“Thank you, Firefighters” read sign after sign in Twisp, Washington, where the Mate and I just attended a wedding. Stark and plain on local marquees and readerboards or hand-lettered on cardboard or bedsheets hung at the ends of driveways, that’s how the folks of the Methow Valley are making their gratitude known. And now that I’ve seen how close they came to devastation, I understand that gratitude even better.
As it happened, I forgot my camera last weekend. But I wouldn’t have taken pictures of the devastation even if I could have. Biking along the lovely Twisp River, we passed an intersection with a steep gravel road marked with an American flag and a pile of flowers. I stopped to say a prayer for the three firefighters who died up that road. Then I rode on, sobered.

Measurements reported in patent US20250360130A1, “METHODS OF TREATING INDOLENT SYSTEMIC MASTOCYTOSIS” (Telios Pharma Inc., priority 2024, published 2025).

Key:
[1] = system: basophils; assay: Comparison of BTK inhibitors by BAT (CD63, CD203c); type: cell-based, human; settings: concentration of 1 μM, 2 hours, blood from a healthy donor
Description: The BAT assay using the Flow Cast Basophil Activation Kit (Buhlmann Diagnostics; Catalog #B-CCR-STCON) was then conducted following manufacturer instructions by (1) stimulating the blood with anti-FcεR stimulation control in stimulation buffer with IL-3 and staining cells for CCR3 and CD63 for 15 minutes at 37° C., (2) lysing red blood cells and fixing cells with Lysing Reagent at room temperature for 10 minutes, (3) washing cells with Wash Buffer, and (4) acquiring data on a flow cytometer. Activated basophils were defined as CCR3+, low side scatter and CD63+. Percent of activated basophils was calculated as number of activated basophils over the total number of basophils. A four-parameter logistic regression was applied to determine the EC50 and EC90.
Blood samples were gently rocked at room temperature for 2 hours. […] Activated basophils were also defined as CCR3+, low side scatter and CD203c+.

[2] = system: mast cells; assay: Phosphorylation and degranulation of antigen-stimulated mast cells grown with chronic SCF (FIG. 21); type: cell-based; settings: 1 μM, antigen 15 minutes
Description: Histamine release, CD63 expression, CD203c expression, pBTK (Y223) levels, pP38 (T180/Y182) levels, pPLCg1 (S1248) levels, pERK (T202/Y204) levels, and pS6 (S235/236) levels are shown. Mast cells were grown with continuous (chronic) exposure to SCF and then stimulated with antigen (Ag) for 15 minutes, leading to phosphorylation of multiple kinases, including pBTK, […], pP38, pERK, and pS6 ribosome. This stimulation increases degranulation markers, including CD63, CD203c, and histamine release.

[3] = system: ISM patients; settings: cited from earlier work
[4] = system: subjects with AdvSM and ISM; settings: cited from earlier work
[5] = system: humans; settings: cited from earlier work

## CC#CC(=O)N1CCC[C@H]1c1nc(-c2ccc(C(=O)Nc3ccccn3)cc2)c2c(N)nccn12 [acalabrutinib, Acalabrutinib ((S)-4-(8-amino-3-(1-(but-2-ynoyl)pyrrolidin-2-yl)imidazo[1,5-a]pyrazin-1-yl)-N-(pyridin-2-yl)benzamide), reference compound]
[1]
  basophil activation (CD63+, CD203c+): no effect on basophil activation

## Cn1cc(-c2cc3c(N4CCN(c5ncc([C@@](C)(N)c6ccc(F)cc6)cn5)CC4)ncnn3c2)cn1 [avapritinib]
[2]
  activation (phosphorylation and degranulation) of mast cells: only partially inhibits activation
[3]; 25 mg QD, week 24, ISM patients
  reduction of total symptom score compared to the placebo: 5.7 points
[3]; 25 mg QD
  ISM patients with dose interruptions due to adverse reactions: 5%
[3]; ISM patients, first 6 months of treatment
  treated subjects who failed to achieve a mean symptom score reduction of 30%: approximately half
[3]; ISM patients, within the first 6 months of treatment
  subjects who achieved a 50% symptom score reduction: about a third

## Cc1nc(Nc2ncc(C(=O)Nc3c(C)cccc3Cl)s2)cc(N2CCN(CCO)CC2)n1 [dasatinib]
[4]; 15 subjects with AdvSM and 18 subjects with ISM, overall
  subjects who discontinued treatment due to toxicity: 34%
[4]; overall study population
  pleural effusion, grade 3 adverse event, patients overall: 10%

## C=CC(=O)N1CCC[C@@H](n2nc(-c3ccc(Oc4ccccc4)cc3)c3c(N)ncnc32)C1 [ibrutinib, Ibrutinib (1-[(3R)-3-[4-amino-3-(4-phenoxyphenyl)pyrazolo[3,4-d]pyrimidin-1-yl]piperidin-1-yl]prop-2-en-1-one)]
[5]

At the wedding we attended, we got to see the Methow’s finest in action ourselves–but because of wind, not fire. The ceremony and dinner were set in a beautiful, golden mountain meadow, and the wind was having a field day. Suddenly a vicious gust blew down the tipi-style tent under which several of us had taken our seats for dinner. The groom’s aunt was struck in the face by a wooden pole, knocked cold for a minute, and bleeding. Even though we were high up on a gravel road, even though he’d probably been first-responding to exhaustion point through weeks and weeks of helping firefighters, the first EMT was there within fifteen minutes. The ambulance itself, with full crew, followed ten minutes later. By the time the wounded guest was loaded up for hospital, she was chatting cheerfully with the medic, and everyone felt hugely reassured.
Wow, people. After this summer of destruction and death, to see you operate with such calm competence–well, it leaves me speechless.
So this is me, making my gratitude known. Blessings upon all first responders.